Beginning sometime this year, when is not clear, it’s going to get more expensive to visit PIH Health in Whittier — unless you’re walking.
The nonprofit hospital, which opened in Whittier 61 years ago, is going to charge $6 a day to park, Brent Melton, vice president of support services for PIH Health, said in an emailed statement.
While the gates have been installed, there is no set time for when the hospital will begin charging, Melton wrote. Those going to the Wells Medical Office Building next door also will have to pay.
The decision to charge for parking comes at a time of growth for the hospital: Good Samaritan Hospital of Los Angeles recently joined PIH Health’s integrated healthcare network which includes a hospital in Downey and its doctors’ group.
PIH Health is implementing a controlled parking plan to enhance security, Melton wrote, beginning with designated areas for physicians, staff and volunteers. The gated areas for patients and visitors are part of that plan; they’ll launch sometime in 2020.
“Parking fees collected will be used to pay for the parking equipment, parking specialists, additional security guards and more security cameras to create a safer campus,” he said.
In addition to the $6 per visit rate, the hospital also will offer a seven-day pass for $21 and a 30-day pass for $90. There are two gates, one off of Pacific Place and the other on private property serving the Washington Boulevard entrance.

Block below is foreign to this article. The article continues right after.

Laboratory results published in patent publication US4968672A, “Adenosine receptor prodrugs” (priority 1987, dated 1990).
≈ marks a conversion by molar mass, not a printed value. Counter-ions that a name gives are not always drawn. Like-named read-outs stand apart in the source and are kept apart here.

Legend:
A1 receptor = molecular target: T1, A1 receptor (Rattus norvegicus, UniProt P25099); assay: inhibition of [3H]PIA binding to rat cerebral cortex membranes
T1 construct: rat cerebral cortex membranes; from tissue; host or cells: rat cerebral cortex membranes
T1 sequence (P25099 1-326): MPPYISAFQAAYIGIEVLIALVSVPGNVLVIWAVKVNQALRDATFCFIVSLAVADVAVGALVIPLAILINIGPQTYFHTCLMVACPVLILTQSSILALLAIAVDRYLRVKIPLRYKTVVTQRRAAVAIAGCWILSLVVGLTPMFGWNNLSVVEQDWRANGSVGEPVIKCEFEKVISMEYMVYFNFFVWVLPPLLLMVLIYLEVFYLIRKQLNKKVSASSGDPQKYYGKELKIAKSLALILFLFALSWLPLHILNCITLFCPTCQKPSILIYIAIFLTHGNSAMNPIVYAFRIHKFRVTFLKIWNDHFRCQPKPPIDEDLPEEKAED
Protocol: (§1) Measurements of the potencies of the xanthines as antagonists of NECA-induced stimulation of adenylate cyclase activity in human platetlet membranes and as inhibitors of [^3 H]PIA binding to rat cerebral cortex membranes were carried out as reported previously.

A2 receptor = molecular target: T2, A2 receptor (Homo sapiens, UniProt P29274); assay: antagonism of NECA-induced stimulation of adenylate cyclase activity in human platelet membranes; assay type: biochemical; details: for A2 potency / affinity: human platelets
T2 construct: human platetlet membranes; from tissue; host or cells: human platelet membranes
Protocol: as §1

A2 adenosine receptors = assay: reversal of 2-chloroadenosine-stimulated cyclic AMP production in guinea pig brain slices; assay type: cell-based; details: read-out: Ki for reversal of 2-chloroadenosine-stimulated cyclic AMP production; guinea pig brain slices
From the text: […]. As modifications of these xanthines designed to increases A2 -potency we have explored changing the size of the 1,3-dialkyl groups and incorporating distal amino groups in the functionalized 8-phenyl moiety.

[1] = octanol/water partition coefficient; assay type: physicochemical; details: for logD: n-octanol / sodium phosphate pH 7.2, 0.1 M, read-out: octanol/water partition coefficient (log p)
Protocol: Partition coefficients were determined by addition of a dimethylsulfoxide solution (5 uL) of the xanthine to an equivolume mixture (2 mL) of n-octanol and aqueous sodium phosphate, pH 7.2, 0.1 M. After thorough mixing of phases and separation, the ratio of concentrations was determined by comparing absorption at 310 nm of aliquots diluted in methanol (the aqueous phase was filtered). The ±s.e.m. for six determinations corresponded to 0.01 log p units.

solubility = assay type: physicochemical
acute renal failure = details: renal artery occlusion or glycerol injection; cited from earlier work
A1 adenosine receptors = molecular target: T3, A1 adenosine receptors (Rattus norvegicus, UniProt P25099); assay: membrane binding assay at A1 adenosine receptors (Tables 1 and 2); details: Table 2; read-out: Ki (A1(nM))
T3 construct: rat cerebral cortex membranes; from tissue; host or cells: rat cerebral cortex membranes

Not in use yet, the gates are already drawing flack.
“They claim to be a community hospital. How does this serve the community?” asked Michael Leopold of Whittier, who takes his 97-year-old mother to a cardiologist several times a year.
“They say it’s for security reasons,” Leopold said. “I’ve lived in Whittier for 30 years, and I’ve never heard of any security problems. It’s going to be a pain in the neck to stop at that pay station.”
Whittier Councilman Josue Alvarado said if the goal is public safety, “I’m all for it. But if it’s for profit, it’s interesting how a nonprofit’s dedication to health care is focusing on increasing its revenue through parking fees.”
In an email to this newsgroup, resident Joy Mosbarger said, “It just really bothers me that they are making access to health care more difficult and costly.”
Mosbarger also wrote the fee will make it harder for patients to go to the hospital.
“A few years ago, I had to go to PIH five days a week for seven weeks for radiation treatments,” she said. “The cost for that was astronomical, and I’m sure it’s higher now. Why is it necessary to add to that cost by charging a patient $6 for just parking in order to be able to get to their treatment? That doesn’t seem right to me.”